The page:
The Illinois House on Tuesday approved a measure that would reduce the number of jurors hearing civil cases from 12 to six.
The proposal, an amendment to SB3075, passed along party lines 67-46-2 in a Democratically-controlled chamber. If approved by the Senate and the governor, it would go into effect June 1, 2015.
"It is a bad bill," Rep. Ron Sandack, R-Downers Grove, said during floor debate. "If it were a good bill, this sponsor or any sponsor would be bringing it next month under a new administration where we would learn whether its a good idea to reduce civil juries, whether there really are any cost savings and whether there are any unintended consequences."
Robert Martwick, D-Chicago, defended the measure during debate by pointing to a provision that would bump juror pay to $25 per day for the first day of service and $50 per day thereafter for necessary service. Depending on the county, jurors are currently paid either $4, $5 or $10 or higher amounts per day.
"This bill doesn't go far enough," Martwick said. "This bill doesn't compensate [jurors] far enough but what it does do is it makes a very reasonable step by cutting administrative costs because you have deal with half the jury pool."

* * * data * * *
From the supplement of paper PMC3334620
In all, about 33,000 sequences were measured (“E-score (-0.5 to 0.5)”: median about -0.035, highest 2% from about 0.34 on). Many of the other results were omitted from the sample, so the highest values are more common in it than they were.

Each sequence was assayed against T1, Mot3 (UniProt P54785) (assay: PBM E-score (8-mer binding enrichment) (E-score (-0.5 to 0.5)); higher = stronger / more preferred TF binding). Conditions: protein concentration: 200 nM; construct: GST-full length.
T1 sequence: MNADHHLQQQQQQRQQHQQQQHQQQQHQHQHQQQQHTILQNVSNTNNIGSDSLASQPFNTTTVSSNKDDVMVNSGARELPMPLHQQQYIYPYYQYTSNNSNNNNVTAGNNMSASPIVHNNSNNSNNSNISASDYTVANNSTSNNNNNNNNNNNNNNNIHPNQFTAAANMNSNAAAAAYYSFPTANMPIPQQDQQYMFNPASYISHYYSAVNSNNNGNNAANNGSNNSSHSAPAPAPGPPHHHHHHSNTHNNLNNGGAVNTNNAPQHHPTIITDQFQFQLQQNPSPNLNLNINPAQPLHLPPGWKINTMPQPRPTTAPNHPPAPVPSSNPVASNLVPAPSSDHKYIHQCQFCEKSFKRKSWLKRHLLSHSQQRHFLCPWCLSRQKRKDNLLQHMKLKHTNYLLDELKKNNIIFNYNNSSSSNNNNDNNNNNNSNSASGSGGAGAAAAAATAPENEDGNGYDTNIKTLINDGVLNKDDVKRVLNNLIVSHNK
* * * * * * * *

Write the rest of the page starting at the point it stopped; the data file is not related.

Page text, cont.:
The amendments to the measure further provide that if alternate jurors are requested, an additional fee established by a county can be charged for each alternate juror requested. For cases filed prior to the effective date, if a party paid for a jury of 12, that party may demand a jury of 12 upon proof of payment.
Rep. Kelly Burke, D-Oak Lawn, introduced Amendment 1 to SB3075 on Nov. 25. Amendment 2, filed on Tuesday, clarified language and restored a provision allowing a county board to set a higher amount of compensation for jurors.
Burke said the idea behind the bill is not a new one and acknowledged that the Illinois Trial Lawyers Association asked her to support the measure, which is now before the Senate Executive Committee on motions to concur the amendments.
Burke, Sandack and Martwick are all licensed attorneys.
The General Assembly is in its fifth day of veto session. The legislature sets aside six days to wrap up old business, and sometimes fast tracks controversial measures before a new session begins in January.
Illinois News Network contributed to the report with audio of Sandack and Martwick.